Another possibility is that your feeders still are hosting goldfinches, but they don’t look like goldfinches. Soon after their youngsters fledge, goldfinches molt a new set of feathers, which turns them into little taupe-colored birds. We may glance out at a feeder and assume it’s covered by sparrows, but these could very well be a flock of winter-ready goldfinches.

Ant moats

Q. Ants have become a big problem at our hummingbird feeder and the birds won’t stop to feed when the fluid is filled with ants. What should we do?
A. Ants have very good sensors for sweet things and seem to quickly locate a nectar feeder. They slide down through the feeding ports, and then drown in the nectar. The best way to keep them out is either to attach an ant moat to the feeder’s hanger or buy a feeder that has a built-in moat. Once filled with water, a moat prevents ants from reaching the nectar. A side benefit: chickadees find these small water pools to be just their size, and they stop by frequently for a sip.

When to feed?

Q. How important is it to feed birds in the summertime? The sparrows eat up my entire food budget for the month in less than a week, so I’ve taken the feeders down for the summer, but will put them back up for winter.
A. Good question, and if you need to be selective about feeding, then I’d hang out the feeders in winter and spring. Nature’s larder is full in summer and fall, providing easy meals for most kinds of birds. However, I keep my feeders up year round because I want to be able to observe backyard birds in all seasons.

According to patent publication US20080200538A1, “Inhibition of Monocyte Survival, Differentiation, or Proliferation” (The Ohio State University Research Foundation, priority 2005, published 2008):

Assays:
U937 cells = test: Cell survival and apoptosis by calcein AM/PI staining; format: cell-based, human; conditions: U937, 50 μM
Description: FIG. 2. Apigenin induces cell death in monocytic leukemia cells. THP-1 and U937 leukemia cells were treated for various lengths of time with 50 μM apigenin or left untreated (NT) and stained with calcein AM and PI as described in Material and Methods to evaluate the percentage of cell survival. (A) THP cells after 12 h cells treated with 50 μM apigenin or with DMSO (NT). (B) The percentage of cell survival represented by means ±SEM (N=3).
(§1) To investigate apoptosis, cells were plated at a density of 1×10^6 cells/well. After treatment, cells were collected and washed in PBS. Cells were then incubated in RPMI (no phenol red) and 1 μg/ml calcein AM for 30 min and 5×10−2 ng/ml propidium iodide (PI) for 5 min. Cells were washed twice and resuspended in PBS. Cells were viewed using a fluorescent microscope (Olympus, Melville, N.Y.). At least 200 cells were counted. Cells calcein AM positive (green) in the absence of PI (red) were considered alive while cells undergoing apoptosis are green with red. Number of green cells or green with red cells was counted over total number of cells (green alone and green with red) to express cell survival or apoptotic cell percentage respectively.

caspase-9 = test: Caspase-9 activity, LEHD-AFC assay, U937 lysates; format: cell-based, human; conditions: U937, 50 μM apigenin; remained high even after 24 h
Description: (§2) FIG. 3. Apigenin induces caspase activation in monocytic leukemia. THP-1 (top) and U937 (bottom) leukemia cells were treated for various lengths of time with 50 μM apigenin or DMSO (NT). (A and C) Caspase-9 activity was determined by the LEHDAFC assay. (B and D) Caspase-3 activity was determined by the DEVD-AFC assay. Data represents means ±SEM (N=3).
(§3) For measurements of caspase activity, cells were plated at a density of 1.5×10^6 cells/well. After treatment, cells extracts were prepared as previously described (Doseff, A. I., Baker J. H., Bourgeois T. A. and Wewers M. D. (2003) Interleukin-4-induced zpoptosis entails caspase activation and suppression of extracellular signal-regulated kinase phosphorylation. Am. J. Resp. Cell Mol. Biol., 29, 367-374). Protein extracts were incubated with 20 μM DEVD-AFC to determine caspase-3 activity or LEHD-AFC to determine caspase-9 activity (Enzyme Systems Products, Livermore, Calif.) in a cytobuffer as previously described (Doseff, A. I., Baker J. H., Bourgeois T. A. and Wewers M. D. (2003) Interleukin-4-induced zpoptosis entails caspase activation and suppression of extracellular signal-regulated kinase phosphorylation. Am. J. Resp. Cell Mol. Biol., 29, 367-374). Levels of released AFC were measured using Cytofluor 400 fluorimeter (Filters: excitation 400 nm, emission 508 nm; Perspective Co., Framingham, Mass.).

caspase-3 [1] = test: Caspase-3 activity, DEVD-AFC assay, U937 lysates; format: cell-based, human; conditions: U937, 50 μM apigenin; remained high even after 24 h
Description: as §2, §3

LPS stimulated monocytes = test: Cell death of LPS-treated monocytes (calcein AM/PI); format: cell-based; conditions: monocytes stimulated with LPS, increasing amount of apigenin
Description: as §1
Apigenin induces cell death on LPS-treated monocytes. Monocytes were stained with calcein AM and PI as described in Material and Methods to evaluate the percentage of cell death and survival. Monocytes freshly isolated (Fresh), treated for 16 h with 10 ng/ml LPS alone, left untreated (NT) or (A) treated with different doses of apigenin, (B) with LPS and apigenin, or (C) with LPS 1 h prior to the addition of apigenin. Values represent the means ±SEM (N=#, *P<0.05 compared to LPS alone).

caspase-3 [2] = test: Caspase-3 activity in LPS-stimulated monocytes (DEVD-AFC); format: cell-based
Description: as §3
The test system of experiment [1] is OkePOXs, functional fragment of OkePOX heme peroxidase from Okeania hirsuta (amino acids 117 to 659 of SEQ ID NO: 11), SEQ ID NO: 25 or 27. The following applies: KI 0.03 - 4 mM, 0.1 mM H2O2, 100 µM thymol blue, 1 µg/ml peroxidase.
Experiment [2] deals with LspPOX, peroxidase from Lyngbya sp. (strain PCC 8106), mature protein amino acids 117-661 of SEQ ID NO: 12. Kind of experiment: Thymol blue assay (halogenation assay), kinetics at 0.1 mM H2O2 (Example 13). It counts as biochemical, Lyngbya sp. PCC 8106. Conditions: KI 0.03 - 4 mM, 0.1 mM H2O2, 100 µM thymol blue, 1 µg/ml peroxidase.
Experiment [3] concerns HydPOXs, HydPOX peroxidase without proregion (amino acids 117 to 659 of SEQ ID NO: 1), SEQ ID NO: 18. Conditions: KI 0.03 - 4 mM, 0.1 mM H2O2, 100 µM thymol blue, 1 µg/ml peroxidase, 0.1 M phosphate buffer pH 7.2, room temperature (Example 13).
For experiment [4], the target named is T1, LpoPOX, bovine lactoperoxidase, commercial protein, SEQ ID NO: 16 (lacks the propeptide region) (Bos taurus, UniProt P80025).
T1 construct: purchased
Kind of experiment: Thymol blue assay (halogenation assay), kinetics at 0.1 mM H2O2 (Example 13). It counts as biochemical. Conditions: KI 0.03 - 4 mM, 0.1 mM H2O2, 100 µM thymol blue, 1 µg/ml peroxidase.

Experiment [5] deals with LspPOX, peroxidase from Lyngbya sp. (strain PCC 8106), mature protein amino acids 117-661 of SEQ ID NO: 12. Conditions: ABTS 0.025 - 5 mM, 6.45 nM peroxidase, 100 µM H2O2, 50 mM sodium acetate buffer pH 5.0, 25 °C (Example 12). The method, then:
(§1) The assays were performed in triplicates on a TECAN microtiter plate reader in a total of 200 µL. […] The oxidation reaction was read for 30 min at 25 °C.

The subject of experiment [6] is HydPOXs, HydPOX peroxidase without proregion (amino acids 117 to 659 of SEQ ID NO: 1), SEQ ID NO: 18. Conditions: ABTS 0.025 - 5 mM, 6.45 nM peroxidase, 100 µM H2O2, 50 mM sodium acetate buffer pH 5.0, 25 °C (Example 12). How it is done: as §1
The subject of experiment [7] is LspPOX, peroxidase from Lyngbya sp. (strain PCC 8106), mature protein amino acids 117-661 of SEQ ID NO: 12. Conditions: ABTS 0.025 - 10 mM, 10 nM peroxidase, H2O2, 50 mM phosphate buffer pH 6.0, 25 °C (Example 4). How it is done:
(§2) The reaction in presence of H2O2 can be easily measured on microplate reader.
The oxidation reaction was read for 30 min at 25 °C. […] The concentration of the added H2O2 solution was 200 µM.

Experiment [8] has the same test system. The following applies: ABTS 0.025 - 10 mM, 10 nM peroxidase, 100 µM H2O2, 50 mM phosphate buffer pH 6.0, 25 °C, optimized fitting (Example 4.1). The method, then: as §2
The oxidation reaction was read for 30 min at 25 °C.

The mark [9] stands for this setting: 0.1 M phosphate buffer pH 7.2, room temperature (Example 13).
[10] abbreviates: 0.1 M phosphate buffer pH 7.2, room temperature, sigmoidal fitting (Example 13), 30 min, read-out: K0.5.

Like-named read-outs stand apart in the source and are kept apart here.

Even in summer, adult birds often stop for a quick meal between visits back to the nest to feed their brood. And it’s fun to watch the young nuthatches, woodpeckers, cardinals, blue jays and finches learn how to use a feeder. I agree, sparrows are a negative force around feeders, hogging the feeding ports and tossing a great deal of seed onto the ground. By the time winter rolls around, their population usually has been significantly reduced due to predators and poorly developed survival skills.

Dusty bath

Q. I noticed a tiny bird flopping around on the ground and feared it was sick or injured. On closer inspection it turned out to be a chipping sparrow taking a bath in the dust. Is this normal?
A. Yes, many birds indulge in dust bathing in the summertime as a way to keep their feathers in top condition. The bird is using the dust as a de-greaser and insect-repellant. Dust absorbs excess oils that might lead to feather matting, and then the bird easily shakes it off. A dust bath also helps birds shed dry skin and may help control feather and skin parasites. Birds appreciate access to a small spot of open ground for their dust baths.

Right on time

Q. I just saw two hummingbirds at the feeder [in early August]. Is this late?
A. Those hummingbirds were right on time. The males (showing the ruby-colored throat feathers) are the first to leave, starting their journeys during the first half of August. Females and juveniles follow later, beginning migration in mid-August, with some stragglers still passing through as late as mid-October. Females and young birds are green and white, lacking a bright throat, and many people assume that these are a different species of hummingbird, but they’re still members of the ruby-throated hummingbird family.